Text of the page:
Naked pictures being shared on an app where messages are designed to disappear in seconds are being saved and widely reposted online at an alarming rate.
Girls and young women are increasingly being left distraught after finding naked photos and videos sent privately on popular social media app Snapchat have later been widely circulated after photos were saved using a screenshot.
Nearly half of female students spoken to in a new survey said they had had an embarrassing photo put online against their will last year.
The survey, by cyberbullying awareness group Sticks 'n Stones, spoke to 11- to 18-year-olds from 10 schools across Central Otago.
Of particular concern is Yik Yak, which the student anti-bullying project predicts will inflict more harm than the notorious Ask.fm, a website previously linked to a number of teen suicides.
NetSafe's Martin Cocker said most cyberbullying was no longer confined to direct text messages but happened across multiple communications platforms, apps and social media.
It included the anonymous Yik Yak app and Snapchat, the "poster child" for disappearing media.
"We're seeing a growth of bullying strategies that use those kinds of mobile technologies and the fact that your smartphone is a camera and an internet able device all-in-one, you're capturing images of people in embarrassing situations and then quickly posting them up," Mr Cocker said.
"While posting embarrassing images of people isn't something new, the phone, it gives them the option to look for those images or look for those opportunities and then capture it on the spot and then push it out to a large audience straight away.
"Say you were a young person and you wanted to send a naked selfie but you wanted to reduce the risk of it being shared with other people, you send it using that system for a person in the expectation it's deleted at the other end.
"The problem is that for all of those disappearing media apps, a series of other products has been created to capture the media."
There was also no guarantee the person receiving the message was alone.
"The boy says 'could you send me a picture' and you send it to him and he's sitting there with all of his friends. That wasn't what you expected either and that's even without some technological intervention."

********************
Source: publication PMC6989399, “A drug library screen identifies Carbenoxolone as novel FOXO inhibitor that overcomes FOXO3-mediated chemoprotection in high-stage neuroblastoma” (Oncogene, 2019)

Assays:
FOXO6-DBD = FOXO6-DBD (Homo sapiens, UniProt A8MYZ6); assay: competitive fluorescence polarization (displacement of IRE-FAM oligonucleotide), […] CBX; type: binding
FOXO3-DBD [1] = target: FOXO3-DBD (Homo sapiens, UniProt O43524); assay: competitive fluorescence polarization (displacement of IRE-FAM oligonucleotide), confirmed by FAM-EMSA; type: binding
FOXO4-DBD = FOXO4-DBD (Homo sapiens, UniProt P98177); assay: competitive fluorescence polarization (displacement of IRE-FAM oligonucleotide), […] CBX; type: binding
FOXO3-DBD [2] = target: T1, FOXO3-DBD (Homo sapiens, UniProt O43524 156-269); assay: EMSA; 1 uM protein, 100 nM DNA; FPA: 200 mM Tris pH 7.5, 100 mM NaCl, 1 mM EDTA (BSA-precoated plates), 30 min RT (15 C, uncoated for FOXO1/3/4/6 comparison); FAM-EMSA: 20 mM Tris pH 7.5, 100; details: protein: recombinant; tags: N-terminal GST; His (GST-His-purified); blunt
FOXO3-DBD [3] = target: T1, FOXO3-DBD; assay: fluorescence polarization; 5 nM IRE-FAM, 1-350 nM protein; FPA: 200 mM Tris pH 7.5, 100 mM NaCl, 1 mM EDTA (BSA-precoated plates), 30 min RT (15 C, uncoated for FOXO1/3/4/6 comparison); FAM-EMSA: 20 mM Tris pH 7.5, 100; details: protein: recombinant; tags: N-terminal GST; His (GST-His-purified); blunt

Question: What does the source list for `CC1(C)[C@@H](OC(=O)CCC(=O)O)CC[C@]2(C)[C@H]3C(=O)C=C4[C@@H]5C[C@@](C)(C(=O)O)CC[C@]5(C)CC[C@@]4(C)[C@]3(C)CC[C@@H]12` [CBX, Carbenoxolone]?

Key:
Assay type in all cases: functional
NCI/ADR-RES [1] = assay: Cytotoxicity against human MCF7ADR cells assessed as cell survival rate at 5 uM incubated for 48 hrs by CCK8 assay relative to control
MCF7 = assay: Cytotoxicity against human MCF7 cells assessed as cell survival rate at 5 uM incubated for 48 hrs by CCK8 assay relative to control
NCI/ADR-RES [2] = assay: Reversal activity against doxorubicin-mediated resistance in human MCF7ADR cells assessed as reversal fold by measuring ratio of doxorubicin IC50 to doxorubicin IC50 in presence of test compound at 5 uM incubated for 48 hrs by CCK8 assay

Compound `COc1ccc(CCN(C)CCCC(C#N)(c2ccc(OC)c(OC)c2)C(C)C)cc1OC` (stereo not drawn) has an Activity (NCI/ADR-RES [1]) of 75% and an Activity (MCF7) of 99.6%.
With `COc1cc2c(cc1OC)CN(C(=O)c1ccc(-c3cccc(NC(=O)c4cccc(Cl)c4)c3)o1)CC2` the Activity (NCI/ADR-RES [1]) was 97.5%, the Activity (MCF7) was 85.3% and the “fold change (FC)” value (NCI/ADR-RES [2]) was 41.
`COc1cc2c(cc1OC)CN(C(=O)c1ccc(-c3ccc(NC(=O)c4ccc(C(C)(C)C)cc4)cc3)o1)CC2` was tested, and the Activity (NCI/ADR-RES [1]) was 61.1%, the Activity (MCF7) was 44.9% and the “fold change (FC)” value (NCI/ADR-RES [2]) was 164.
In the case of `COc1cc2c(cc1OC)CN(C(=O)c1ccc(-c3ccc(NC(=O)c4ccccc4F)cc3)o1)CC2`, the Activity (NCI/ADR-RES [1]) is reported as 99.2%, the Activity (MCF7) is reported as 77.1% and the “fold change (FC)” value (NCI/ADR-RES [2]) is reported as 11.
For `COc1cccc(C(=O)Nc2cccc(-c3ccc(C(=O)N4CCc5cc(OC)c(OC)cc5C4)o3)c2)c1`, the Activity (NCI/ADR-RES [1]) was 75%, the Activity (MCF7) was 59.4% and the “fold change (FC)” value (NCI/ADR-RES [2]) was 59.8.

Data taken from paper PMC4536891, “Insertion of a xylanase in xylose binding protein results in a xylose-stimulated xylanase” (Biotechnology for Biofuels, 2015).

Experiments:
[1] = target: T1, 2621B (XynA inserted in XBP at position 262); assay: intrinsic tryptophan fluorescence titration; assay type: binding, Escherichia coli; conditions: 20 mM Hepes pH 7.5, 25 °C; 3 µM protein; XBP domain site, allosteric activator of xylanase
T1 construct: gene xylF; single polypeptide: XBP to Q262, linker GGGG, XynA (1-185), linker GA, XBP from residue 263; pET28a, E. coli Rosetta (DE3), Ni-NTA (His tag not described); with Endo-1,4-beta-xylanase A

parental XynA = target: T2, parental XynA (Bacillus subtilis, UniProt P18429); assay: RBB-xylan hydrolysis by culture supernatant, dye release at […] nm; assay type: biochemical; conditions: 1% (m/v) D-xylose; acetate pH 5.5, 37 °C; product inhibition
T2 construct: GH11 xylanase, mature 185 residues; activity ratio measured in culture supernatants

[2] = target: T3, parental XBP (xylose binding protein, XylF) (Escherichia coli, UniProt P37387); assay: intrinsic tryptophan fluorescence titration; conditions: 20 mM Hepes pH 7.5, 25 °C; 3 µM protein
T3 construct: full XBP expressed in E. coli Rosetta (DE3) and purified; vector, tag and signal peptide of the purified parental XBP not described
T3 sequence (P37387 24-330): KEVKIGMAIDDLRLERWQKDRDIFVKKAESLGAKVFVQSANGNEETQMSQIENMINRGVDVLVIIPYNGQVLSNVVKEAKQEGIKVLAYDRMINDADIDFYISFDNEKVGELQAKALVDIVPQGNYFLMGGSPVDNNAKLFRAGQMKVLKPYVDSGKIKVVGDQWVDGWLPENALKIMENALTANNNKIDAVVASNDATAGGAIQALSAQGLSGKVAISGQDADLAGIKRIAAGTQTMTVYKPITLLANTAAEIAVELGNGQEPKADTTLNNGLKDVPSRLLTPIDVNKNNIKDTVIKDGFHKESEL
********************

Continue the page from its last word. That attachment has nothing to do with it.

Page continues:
Sticks 'n Stones project facilitator Karla Sanders said while Snapchat was posing bullying issues, the evolution of app social networking could eclipse anything they'd seen so far.
"Yik Yak is probably the worst thing I've seen since Ask.fm ... It's absolutely brutal."
She was shocked when she read a vile post on the social app after a runaway was located safe and well.
"The first comment on Yik Yak was, 'It's a shame the little b**** has been found. I had hoped she was being tied and raped by the local paedophile'."
Ms Sanders said Yik Yak was proving destructive in small towns where the mobile app was developing into a place to shame, gossip and share secrets. "When our students have been up in Auckland [and] they've logged on to Yik Yak, there are so many people there ... that there doesn't seem to be the same impact. But if you get somewhere within a small community it's so vicious."
An Ask.fm spokeswoman said it was not a place for abuse or hate and would always hold those who violated policies accountable. This included giving warnings or closing accounts. There were blocking and reporting tools within the app.
A Yik Yak spokeswoman highlighted the app's safety centre which included rules and reporting procedures. Snapchat did not respond to requests for comment.
Photo and video sharing app where an image disappears after seconds. Problem: Images are saved and used to embarrass people.
A popular teen question-and-answer website that allows anyone to post anonymous comments to a person's profile. Problem: Users reveal highly personal information and high levels of bullying.
An anonymous social network app which puts you in contact with people nearby.
Where to get help:
• In an emergency: call 111
• Lifeline: 0800 543 354 (available 24/7)
• Suicide Crisis Helpline: 0508 828 865 (0508 TAUTOKO) (available 24/7)
• Youthline: 0800 376 633, or text 234 (available 24/7) or email@example.com or live chat (between 7pm and 11pm) http://livechat.youthline.co.nz/mibew/chat?locale=en&style=youthline
• Kidsline: 0800 543 754 (available 24/7)
• Whatsup: 0800 942 8787 (1pm to 11pm)
• Depression helpline: 0800 111 757 (available 24/7)
• Rainbow Youth: (09) 376 4155 (weekdays 11am to 5pm)
• NetSafe: 0508 NETSAFE (0508 638 723), www.theorb.org.nz